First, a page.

TBI Blogs: How You Could Donate Your Kid’s Old School Materials & Teach Them to Be Responsible Too!

Involving urban school children in the process of helping their underprivileged counterparts can lead to some truly amazing experiences. Goonj’s School to School initiative is helping drive such instances of social responsibility and development.

What is education all about? To make our children understand life. As someone said, “Tell me and I’ll forget, show me and I may remember, involve me and I’ll understand.” This is a simple narration of some simple ways kids are getting involved to understand the challenges of the world they are going to inherit. With the new academic session starting up, this story shows how Goonj’s work with school material is a huge learning experience for the recipient village children, and maybe more so for the contributing city school children.

Gaps in village schools are obvious—missing toilets and libraries, and absence of basic school material. But given the abundance of these in urban schools, are children therefore becoming more responsible, sensitized, and aware citizens?

In the last many years, Goonj has engaged children from hundreds of city schools under its School to School (S2S) initiative. In the process, these kids also learn some important life lessons around compassion, empathy, and the joy of giving.

The most important one, of course, is about taking action for change.

Many years ago, when we first talked about S2S at a school assembly of DAV Public School, Sector-37, Faridabad, the excitement among the children and teachers alike was memorable. For us, the best memory is of the disbelief among children, and the laughter about the fact that small things like water bottles can become a key point in deciding whether one should go to school or not.

Goonj’s teams have since done numerous sessions all over the country, but the enthusiasm during these sessions is still the same. Kids have started understanding that if you have to walk for 3 kms. one way, and then come back after a few hours to schools where there is no proper water facility, going to school without a water bottle is an issue!

The children’s response, and their urge to do something, is infectious now. So what happens at these sessions? Goonj’s team members talk about the lives and challenges of the students’ counterparts in far-flung villages of India, something they know little about. The students realize a bit about what they have to, and can, do to bring about a change. This makes them reflect about their own lives differently. Soon enough, this reflection makes way for action, when they ask us how they can help their friends.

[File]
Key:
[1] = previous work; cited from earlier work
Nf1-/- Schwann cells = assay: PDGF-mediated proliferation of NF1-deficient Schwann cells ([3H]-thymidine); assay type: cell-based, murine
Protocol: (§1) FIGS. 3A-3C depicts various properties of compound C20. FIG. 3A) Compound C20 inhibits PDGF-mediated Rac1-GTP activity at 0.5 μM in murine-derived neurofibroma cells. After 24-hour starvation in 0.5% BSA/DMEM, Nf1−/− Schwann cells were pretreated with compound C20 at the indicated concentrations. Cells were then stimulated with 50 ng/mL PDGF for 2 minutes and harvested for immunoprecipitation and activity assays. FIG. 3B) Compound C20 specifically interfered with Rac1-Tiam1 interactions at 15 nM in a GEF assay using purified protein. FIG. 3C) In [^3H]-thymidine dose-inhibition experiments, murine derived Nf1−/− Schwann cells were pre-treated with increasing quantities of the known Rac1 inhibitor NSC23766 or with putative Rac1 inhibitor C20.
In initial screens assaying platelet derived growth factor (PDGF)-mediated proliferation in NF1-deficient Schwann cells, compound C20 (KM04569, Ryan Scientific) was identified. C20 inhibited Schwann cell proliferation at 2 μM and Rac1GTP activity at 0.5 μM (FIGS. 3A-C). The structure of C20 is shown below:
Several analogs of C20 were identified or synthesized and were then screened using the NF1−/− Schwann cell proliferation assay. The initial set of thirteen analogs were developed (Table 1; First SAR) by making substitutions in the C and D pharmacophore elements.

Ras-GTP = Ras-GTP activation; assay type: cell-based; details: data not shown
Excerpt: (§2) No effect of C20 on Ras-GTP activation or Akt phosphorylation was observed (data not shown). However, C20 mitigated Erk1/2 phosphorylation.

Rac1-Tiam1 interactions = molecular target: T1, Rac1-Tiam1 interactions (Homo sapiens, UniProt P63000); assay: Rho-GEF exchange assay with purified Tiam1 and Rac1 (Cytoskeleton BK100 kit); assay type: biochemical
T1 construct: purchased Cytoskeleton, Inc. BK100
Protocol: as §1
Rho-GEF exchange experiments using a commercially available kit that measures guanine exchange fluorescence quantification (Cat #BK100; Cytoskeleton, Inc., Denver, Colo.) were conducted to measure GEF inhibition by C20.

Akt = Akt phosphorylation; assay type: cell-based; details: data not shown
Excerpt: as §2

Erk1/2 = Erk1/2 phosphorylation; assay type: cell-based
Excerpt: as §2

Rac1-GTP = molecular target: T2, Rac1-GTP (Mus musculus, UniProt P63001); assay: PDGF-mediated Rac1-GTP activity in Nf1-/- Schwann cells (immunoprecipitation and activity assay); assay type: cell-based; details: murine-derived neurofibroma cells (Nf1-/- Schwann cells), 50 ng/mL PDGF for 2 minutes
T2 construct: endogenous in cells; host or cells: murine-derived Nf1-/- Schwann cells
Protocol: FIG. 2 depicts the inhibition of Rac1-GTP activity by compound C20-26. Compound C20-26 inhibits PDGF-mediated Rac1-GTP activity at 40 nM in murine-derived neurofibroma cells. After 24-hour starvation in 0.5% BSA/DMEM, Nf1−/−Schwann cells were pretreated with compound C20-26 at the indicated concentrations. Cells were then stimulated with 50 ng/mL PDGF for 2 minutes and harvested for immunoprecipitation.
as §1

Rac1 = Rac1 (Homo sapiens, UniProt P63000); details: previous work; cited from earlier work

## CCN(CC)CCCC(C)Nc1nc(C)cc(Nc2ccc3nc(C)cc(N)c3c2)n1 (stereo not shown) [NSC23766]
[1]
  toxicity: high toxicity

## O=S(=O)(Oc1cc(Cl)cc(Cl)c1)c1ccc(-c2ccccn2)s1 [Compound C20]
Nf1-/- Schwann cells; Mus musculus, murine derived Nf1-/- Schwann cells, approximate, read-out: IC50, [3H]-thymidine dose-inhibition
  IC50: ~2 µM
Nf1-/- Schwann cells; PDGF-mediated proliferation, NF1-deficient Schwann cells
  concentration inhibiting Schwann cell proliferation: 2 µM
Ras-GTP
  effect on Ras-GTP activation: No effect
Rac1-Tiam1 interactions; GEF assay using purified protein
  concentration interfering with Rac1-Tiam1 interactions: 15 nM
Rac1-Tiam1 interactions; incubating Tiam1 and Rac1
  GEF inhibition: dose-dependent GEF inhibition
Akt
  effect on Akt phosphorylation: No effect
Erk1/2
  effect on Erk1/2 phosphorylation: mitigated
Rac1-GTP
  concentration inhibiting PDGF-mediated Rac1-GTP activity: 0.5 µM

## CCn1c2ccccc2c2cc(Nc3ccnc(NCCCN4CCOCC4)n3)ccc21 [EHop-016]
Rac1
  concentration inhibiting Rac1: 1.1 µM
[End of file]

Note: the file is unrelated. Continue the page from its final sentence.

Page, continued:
We talk about children who are talented, have dreams just like them, and who struggle to study despite difficulties, even though don’t have the same opportunities and resources.

The aim is simple—to sensitize and make the little ones aware about the world they don’t see, but that exists all the same. With simple ideas, Goonj makes them realize the value of things that they take for granted. After the session, when asked what they would like to share, apart from their things, many talk about knowledge, values, good habits, etc. These sessions usually also mark the start of a relationship between Goonj and the school, led by its teachers and principal.

Many schools nurture this relationship beautifully, involving their children to generate disaster relief material, offering pro bono space, and actively organizing many campaigns to sustain learning.

Hundreds of students visit the Goonj Processing Centre. It is a learning ground for valuing the abundant school material they have. Here, children see how everything—from clothes to books, shoes, medicines, utensils, and even stapler pins—is sorted and reused. They effortlessly grasp the idea of optimum utilization being a prerequisite to recycling.

The sense of wonder and awe in their eyes is a joy to watch. They see how the smallest thing is treated with utmost care. This makes them look at material as an important resource, especially for education. They go away re-thinking about things they usually consider a waste and how, just by putting some effort and thought, their things can actually be transformed for another’s use. They get an insight into the small but critical challenges their rural counterparts face, and understand how they can make a difference.